Photograph by Linnaeus Tripe, from a portfolio of 120 prints, with a rear view of the massive headless chinthes (temple guardian lions) in front of the Mingun Pagoda, at Burma (Myanmar) with the Irrawaddy (Ayeyarwady) river beyond. In 1855 a British mission was sent to King Mindon Min of Burma to negotiate a settlement regarding Pegu, annexed by the British following the Second Anglo-Burmese War in 1852. Linnaeus Tripe was the official photographer on this mission, his pioneering architectural and topographical views of the country are an important photographic record. Tripe wrote of this photograph, 'In front of the Pagoda. These were 95 feet high; but, like the latter, were shattered by the earthquake of 1839. The heads and necks lie scattered about their pedestals in masses'. Mingun is located 11 kms upriver from Mandalay, on the opposite bank. In 1790 King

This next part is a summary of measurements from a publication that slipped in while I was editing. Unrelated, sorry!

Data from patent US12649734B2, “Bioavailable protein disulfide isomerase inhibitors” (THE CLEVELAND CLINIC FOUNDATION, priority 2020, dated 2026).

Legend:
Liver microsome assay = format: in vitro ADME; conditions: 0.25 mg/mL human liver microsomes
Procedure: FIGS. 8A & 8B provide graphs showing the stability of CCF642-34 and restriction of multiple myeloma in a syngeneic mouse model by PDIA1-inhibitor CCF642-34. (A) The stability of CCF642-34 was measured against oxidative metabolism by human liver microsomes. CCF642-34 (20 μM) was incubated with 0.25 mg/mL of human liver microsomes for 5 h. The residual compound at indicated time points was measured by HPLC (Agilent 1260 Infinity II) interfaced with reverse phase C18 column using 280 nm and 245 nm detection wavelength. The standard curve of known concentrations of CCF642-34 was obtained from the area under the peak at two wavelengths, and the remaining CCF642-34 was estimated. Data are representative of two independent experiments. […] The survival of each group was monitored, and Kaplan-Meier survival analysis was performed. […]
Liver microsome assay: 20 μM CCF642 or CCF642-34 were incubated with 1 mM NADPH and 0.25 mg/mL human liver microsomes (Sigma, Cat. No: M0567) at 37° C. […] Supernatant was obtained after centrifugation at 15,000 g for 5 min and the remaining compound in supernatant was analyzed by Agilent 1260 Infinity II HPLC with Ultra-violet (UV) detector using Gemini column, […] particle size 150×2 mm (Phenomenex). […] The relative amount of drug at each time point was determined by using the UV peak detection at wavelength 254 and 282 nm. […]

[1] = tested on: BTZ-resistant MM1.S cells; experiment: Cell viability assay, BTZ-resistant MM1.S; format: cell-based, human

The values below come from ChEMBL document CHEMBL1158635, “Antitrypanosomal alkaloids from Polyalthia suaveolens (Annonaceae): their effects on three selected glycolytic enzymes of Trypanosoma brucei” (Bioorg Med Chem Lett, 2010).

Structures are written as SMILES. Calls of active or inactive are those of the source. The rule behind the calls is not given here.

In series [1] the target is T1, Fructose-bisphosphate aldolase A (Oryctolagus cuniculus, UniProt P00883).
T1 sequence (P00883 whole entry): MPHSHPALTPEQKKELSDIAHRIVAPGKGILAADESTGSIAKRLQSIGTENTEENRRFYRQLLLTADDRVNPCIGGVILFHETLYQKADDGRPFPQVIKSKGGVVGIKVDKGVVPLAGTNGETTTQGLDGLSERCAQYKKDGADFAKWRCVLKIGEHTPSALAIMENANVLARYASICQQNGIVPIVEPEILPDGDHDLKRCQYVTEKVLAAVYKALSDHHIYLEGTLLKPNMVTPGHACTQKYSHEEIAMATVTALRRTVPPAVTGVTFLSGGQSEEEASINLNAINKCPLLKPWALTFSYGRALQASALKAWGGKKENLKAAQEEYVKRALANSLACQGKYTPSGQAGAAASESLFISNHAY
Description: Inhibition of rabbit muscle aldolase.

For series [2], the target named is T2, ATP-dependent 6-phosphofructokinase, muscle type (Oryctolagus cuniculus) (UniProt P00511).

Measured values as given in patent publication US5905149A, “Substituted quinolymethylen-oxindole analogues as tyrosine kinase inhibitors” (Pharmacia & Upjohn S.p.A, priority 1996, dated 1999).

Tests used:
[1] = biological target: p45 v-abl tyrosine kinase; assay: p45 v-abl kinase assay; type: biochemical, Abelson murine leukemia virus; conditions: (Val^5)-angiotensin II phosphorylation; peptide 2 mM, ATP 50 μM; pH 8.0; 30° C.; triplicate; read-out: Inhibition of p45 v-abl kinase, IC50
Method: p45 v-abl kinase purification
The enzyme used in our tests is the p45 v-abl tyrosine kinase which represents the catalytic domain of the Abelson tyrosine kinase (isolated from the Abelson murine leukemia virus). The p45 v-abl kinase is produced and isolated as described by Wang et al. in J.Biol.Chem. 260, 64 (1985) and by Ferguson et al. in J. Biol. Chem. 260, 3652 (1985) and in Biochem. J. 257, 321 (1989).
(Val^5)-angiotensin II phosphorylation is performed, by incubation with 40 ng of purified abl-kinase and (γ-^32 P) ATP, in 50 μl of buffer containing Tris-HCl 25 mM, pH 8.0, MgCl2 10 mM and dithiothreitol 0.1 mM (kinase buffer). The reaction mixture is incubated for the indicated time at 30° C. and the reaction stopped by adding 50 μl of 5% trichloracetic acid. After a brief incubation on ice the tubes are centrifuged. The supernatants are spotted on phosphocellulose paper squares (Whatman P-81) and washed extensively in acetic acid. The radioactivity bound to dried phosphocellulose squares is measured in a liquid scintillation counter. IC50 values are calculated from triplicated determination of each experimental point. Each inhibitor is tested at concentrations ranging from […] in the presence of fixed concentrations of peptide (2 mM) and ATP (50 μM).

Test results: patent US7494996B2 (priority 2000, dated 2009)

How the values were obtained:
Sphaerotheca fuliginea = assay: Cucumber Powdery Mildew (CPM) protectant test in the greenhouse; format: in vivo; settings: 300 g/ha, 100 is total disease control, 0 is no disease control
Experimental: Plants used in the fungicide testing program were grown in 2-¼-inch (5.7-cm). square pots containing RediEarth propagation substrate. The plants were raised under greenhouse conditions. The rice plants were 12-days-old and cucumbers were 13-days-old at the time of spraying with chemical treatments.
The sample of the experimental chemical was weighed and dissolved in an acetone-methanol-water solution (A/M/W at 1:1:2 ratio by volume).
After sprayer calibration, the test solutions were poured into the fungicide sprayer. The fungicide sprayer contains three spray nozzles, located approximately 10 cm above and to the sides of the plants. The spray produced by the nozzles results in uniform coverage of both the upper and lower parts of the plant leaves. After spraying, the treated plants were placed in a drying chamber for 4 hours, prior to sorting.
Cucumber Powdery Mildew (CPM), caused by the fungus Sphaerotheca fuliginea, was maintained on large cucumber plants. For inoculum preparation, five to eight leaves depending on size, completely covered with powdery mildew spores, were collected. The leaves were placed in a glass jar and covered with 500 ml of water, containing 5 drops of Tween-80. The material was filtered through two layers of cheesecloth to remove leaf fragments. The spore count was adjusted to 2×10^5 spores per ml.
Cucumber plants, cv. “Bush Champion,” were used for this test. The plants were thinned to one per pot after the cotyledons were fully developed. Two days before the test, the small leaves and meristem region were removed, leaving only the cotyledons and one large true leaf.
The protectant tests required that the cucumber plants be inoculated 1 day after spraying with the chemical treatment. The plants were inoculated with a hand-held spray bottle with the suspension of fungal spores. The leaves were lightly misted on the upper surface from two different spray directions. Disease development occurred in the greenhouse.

Bodawpaya (ruled 1782-1819) began the construction of a stupa at Mingun
, intended to be the highest
Buddhist monument in the world and to reach a height of 150 m. Only its base had been completed when the project was abandoned at the King’s death in 1819. This terrace is considered the biggest pile of bricks in the world. The imposing structure with its chinthes guarding it to the east was much damaged in an earthquake in 1838.